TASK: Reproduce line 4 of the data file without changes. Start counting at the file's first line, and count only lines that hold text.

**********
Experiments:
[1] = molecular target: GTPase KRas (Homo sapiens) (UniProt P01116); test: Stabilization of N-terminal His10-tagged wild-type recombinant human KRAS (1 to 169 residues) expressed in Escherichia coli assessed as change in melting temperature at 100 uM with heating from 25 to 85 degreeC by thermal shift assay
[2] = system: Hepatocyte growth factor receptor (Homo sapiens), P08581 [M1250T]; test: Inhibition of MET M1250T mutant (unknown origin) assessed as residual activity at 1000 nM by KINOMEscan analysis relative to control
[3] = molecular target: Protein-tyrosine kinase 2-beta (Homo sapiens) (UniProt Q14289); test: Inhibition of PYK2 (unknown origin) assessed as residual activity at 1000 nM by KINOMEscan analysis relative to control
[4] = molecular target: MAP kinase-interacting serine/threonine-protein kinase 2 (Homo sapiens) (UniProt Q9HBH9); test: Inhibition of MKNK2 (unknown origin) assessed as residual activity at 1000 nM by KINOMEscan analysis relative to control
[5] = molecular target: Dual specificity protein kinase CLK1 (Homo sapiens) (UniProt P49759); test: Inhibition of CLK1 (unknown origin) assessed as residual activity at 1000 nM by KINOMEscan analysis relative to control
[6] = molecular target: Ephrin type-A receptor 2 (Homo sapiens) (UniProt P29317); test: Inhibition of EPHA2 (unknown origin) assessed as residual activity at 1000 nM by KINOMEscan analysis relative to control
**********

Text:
[3] = molecular target: Protein-tyrosine kinase 2-beta (Homo sapiens) (UniProt Q14289); test: Inhibition of PYK2 (unknown origin) assessed as residual activity at 1000 nM by KINOMEscan analysis relative to control